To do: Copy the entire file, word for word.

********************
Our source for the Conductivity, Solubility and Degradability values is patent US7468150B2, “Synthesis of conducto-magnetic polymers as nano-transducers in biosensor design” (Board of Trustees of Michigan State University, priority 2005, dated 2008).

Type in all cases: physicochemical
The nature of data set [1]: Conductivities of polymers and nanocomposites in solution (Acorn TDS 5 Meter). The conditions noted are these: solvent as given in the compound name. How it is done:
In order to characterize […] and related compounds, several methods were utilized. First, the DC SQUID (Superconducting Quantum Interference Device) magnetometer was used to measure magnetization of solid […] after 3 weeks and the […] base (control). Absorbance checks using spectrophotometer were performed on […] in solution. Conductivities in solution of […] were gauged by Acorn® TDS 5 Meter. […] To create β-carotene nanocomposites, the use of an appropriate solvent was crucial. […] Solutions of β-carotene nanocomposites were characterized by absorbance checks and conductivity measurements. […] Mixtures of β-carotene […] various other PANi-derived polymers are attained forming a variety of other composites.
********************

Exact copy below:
Our source for the Conductivity, Solubility and Degradability values is patent US7468150B2, “Synthesis of conducto-magnetic polymers as nano-transducers in biosensor design” (Board of Trustees of Michigan State University, priority 2005, dated 2008).

Type in all cases: physicochemical
The nature of data set [1]: Conductivities of polymers and nanocomposites in solution (Acorn TDS 5 Meter). The conditions noted are these: solvent as given in the compound name. How it is done:
In order to characterize […] and related compounds, several methods were utilized. First, the DC SQUID (Superconducting Quantum Interference Device) magnetometer was used to measure magnetization of solid […] after 3 weeks and the […] base (control). Absorbance checks using spectrophotometer were performed on […] in solution. Conductivities in solution of […] were gauged by Acorn® TDS 5 Meter. […] To create β-carotene nanocomposites, the use of an appropriate solvent was crucial. […] Solutions of β-carotene nanocomposites were characterized by absorbance checks and conductivity measurements. […] Mixtures of β-carotene […] various other PANi-derived polymers are attained forming a variety of other composites.